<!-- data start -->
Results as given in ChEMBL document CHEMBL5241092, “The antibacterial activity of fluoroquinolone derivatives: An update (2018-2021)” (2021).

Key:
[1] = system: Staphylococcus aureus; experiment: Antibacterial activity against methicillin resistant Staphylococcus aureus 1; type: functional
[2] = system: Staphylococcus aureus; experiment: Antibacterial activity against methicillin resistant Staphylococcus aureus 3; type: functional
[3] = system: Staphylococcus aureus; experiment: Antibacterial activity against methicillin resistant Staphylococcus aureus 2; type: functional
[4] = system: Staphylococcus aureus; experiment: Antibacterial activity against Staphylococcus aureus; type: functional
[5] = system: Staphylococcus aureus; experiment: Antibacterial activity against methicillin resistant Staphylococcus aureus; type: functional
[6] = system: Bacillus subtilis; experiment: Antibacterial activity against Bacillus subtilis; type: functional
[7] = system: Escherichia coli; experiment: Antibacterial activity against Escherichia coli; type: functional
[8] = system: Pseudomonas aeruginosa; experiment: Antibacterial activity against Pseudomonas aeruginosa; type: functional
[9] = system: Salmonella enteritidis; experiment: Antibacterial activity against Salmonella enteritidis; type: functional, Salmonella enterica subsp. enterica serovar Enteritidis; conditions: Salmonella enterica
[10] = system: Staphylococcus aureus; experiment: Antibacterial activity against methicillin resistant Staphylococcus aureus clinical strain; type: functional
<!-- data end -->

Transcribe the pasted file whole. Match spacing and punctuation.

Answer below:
Results as given in ChEMBL document CHEMBL5241092, “The antibacterial activity of fluoroquinolone derivatives: An update (2018-2021)” (2021).

Key:
[1] = system: Staphylococcus aureus; experiment: Antibacterial activity against methicillin resistant Staphylococcus aureus 1; type: functional
[2] = system: Staphylococcus aureus; experiment: Antibacterial activity against methicillin resistant Staphylococcus aureus 3; type: functional
[3] = system: Staphylococcus aureus; experiment: Antibacterial activity against methicillin resistant Staphylococcus aureus 2; type: functional
[4] = system: Staphylococcus aureus; experiment: Antibacterial activity against Staphylococcus aureus; type: functional
[5] = system: Staphylococcus aureus; experiment: Antibacterial activity against methicillin resistant Staphylococcus aureus; type: functional
[6] = system: Bacillus subtilis; experiment: Antibacterial activity against Bacillus subtilis; type: functional
[7] = system: Escherichia coli; experiment: Antibacterial activity against Escherichia coli; type: functional
[8] = system: Pseudomonas aeruginosa; experiment: Antibacterial activity against Pseudomonas aeruginosa; type: functional
[9] = system: Salmonella enteritidis; experiment: Antibacterial activity against Salmonella enteritidis; type: functional, Salmonella enterica subsp. enterica serovar Enteritidis; conditions: Salmonella enterica
[10] = system: Staphylococcus aureus; experiment: Antibacterial activity against methicillin resistant Staphylococcus aureus clinical strain; type: functional